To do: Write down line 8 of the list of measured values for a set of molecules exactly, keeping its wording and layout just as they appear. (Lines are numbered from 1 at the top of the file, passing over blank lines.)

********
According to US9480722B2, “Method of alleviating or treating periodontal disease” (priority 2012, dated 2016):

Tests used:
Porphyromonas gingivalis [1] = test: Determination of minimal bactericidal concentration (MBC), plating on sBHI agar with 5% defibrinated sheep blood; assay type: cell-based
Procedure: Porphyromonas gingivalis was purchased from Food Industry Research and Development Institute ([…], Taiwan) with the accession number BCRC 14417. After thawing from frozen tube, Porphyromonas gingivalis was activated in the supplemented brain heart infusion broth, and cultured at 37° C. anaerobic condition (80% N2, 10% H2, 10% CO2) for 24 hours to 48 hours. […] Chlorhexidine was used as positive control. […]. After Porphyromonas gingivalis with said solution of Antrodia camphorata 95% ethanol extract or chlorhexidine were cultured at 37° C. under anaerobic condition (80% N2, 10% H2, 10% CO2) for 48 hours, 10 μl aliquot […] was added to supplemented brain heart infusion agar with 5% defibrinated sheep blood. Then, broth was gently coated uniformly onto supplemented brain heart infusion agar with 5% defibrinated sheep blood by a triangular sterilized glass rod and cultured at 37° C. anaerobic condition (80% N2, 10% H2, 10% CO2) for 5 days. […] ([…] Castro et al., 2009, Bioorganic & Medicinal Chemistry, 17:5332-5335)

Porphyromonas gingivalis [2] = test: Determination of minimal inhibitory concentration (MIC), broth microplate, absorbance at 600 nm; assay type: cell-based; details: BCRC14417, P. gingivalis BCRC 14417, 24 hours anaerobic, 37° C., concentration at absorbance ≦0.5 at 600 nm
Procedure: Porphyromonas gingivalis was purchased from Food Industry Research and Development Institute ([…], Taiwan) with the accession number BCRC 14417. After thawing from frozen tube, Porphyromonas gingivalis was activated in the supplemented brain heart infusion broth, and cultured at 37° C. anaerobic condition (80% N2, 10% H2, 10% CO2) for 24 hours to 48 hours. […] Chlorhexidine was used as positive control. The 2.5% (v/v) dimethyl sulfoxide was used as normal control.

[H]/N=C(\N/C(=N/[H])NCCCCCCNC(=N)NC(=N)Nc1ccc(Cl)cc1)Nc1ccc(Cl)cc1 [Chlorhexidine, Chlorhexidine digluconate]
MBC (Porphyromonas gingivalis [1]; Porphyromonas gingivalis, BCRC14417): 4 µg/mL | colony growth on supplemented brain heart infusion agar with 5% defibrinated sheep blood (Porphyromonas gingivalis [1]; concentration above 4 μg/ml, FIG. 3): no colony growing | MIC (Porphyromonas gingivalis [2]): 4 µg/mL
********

MBC (Porphyromonas gingivalis [1]; Porphyromonas gingivalis, BCRC14417): 4 µg/mL | colony growth on supplemented brain heart infusion agar with 5% defibrinated sheep blood (Porphyromonas gingivalis [1]; concentration above 4 μg/ml, FIG. 3): no colony growing | MIC (Porphyromonas gingivalis [2]): 4 µg/mL